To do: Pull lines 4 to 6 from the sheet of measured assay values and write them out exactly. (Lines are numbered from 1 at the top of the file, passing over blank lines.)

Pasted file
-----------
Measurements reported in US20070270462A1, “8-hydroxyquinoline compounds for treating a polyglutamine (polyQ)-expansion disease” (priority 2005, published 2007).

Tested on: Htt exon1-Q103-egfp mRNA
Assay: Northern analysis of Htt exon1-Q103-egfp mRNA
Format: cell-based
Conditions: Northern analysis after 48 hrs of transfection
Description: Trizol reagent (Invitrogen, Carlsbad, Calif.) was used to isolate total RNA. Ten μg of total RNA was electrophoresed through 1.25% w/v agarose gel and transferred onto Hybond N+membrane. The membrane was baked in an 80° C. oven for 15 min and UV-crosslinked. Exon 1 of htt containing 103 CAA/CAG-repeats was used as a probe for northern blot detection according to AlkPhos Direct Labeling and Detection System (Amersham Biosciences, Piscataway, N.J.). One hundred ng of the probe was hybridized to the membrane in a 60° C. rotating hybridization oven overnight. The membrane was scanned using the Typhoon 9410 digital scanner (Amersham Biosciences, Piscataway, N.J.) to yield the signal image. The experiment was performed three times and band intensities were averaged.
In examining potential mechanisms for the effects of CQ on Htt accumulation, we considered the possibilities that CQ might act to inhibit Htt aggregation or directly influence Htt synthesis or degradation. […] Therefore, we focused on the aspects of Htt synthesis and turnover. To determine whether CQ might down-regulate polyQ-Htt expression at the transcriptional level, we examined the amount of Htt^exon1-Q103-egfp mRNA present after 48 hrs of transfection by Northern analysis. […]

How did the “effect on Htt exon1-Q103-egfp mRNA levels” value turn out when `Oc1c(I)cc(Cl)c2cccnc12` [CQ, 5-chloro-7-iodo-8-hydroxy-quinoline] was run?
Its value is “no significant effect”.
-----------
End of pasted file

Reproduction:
Format: cell-based
Conditions: Northern analysis after 48 hrs of transfection
Description: Trizol reagent (Invitrogen, Carlsbad, Calif.) was used to isolate total RNA. Ten μg of total RNA was electrophoresed through 1.25% w/v agarose gel and transferred onto Hybond N+membrane. The membrane was baked in an 80° C. oven for 15 min and UV-crosslinked. Exon 1 of htt containing 103 CAA/CAG-repeats was used as a probe for northern blot detection according to AlkPhos Direct Labeling and Detection System (Amersham Biosciences, Piscataway, N.J.). One hundred ng of the probe was hybridized to the membrane in a 60° C. rotating hybridization oven overnight. The membrane was scanned using the Typhoon 9410 digital scanner (Amersham Biosciences, Piscataway, N.J.) to yield the signal image. The experiment was performed three times and band intensities were averaged.